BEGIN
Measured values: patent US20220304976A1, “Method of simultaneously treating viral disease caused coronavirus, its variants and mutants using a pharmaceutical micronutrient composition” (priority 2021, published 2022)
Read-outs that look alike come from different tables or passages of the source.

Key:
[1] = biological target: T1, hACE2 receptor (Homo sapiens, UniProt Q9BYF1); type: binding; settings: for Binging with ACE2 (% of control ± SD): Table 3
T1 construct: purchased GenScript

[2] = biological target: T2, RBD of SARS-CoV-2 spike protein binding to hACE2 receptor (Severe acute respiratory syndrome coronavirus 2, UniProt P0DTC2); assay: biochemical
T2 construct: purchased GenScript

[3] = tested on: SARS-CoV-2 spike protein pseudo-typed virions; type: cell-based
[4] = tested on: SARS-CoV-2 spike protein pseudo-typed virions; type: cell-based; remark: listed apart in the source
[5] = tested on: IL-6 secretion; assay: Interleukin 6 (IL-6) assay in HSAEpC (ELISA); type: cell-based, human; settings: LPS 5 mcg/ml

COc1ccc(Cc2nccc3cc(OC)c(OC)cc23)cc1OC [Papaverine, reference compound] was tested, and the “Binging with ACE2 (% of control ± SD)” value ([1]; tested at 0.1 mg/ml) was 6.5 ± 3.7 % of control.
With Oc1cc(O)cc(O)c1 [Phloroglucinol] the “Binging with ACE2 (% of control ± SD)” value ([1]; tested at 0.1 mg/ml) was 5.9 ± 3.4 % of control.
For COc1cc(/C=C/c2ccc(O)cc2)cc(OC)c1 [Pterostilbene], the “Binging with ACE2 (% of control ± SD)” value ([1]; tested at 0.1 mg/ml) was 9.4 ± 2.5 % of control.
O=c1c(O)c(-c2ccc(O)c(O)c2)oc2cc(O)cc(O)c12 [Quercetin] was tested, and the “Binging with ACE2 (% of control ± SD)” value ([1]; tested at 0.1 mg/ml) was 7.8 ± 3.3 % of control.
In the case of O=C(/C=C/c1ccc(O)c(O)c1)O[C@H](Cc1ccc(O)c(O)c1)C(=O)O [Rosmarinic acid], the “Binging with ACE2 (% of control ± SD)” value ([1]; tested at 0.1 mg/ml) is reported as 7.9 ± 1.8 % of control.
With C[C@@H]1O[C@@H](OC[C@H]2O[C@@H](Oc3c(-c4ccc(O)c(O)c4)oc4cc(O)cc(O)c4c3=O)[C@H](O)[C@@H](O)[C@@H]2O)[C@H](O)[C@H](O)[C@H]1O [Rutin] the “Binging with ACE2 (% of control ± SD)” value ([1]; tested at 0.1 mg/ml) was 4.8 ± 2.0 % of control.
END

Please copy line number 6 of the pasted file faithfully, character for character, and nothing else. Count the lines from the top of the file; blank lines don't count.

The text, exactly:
[2] = biological target: T2, RBD of SARS-CoV-2 spike protein binding to hACE2 receptor (Severe acute respiratory syndrome coronavirus 2, UniProt P0DTC2); assay: biochemical